Original Research

Expected clinical competence from midwifery graduates during community service placement in Limpopo province, South Africa

Khathutshelo G. Netshisaulu, Maria S. Maputle
Health SA Gesondheid | Vol 23 | a1166 | DOI: https://doi.org/10.4102/hsag.v23i0.1166 | © 2018 Maria Sonto Maputle | This work is licensed under CC Attribution 4.0
Submitted: 12 April 2018 | Published: 29 November 2018

About the author(s)

Khathutshelo G. Netshisaulu, Department of Advanced Nursing Science, University of Venda, South Africa
Maria S. Maputle, Department of Advanced Nursing Science, University of Venda, South Africa

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Background: Community service nurses are placed in a hospital within the first year after qualifying to obtain clinical experience under the supervision of experienced professional nurses. When placed in clinical environments, new midwifery graduates are expected to be job ready, demonstrate competence in the provision of evidence-based care, practise independently and assume accountability and responsibility for their own actions.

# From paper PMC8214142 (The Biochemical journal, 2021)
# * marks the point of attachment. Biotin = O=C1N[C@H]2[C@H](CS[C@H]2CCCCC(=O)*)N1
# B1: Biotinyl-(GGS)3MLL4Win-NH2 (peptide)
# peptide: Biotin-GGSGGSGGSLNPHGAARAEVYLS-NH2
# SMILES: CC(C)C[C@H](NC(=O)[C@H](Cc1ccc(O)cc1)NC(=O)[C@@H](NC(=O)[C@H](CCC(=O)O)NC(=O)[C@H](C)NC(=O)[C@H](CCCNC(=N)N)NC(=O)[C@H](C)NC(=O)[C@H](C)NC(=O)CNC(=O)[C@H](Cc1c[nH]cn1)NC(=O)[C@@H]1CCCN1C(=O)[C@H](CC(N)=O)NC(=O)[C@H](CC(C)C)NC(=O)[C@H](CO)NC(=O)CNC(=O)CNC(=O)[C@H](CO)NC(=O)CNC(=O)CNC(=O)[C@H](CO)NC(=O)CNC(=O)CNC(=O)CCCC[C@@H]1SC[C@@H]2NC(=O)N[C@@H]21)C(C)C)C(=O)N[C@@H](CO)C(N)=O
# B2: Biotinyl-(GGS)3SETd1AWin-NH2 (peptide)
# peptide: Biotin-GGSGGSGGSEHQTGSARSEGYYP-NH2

Aim: The study aimed at exploring the expectations of experienced midwives of clinical competence of newly graduated midwives during transition.

Setting: The study was conducted at the training hospitals of the five districts in Limpopo province.

Method: The researcher used a qualitative approach which is explorative and descriptive in nature. The population comprised all the professional midwives with experience of 5 years and above working at the selected hospitals in Vhembe, Mopani, Capricorn, Waterberg and Sekhukhune districts of Limpopo province, South Africa. From each selected hospital, five experienced midwives were selected using non-probability, purposive sampling method. An in-depth individual face-to-face interview was used to collect data from the participants, until saturation was reached. The open-coding, Tesch’s eight-step process was used to analyse data.

Results: Results revealed that newly graduated midwives failed to meet the perceived expectations by experienced midwives; this was reflected in sub-themes: limited sense of independence, limited participation in task sharing and commitment and competence versus incompetence to patient care.

Conclusion: The experienced midwives expected newly graduated midwives to function as professionals; unfortunately, they expressed disappointment as graduates did not meet their expectations. Newly graduated midwives lacked sense of independence, commitment to patient care and did not display ability in task sharing.


clinical competence; community service; experienced midwives; newly graduated midwives; transition


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